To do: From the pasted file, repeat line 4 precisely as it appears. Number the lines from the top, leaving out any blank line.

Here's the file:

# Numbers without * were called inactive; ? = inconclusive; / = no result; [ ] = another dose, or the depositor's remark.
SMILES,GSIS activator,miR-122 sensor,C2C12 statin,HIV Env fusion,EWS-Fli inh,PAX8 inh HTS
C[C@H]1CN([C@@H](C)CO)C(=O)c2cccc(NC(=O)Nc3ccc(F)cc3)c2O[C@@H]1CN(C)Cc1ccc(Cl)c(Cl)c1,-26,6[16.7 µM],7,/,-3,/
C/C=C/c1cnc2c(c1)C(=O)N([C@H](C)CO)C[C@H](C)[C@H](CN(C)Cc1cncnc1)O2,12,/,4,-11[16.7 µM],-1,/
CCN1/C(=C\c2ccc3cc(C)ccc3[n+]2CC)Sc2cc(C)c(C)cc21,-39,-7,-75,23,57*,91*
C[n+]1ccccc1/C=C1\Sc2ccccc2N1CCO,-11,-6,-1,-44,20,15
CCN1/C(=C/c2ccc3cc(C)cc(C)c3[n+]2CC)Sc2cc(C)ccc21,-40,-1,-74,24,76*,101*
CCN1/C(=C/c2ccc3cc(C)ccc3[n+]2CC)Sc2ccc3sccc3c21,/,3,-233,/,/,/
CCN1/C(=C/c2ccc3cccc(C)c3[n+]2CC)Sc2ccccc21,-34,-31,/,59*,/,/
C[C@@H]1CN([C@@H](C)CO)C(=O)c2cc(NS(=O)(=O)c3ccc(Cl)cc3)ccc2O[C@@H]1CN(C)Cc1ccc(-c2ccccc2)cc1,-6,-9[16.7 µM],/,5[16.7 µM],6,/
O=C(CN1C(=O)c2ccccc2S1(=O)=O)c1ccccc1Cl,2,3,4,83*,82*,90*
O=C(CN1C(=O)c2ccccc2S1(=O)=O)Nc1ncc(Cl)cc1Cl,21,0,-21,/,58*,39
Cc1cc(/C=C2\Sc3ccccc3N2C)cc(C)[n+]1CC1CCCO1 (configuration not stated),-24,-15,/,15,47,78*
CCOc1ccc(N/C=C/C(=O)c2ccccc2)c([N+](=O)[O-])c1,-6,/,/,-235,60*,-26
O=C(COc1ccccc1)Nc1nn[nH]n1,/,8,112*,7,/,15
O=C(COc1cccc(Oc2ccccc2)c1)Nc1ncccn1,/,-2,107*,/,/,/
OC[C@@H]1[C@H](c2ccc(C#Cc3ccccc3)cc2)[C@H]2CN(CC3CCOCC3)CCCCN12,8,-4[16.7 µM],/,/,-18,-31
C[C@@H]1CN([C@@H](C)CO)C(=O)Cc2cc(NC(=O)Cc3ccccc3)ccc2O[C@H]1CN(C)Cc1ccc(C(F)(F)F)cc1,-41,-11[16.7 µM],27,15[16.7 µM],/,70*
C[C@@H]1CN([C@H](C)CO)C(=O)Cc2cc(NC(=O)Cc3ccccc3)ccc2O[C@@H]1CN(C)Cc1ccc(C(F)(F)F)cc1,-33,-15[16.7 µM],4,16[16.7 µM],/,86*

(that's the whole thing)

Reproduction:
C/C=C/c1cnc2c(c1)C(=O)N([C@H](C)CO)C[C@H](C)[C@H](CN(C)Cc1cncnc1)O2,12,/,4,-11[16.7 µM],-1,/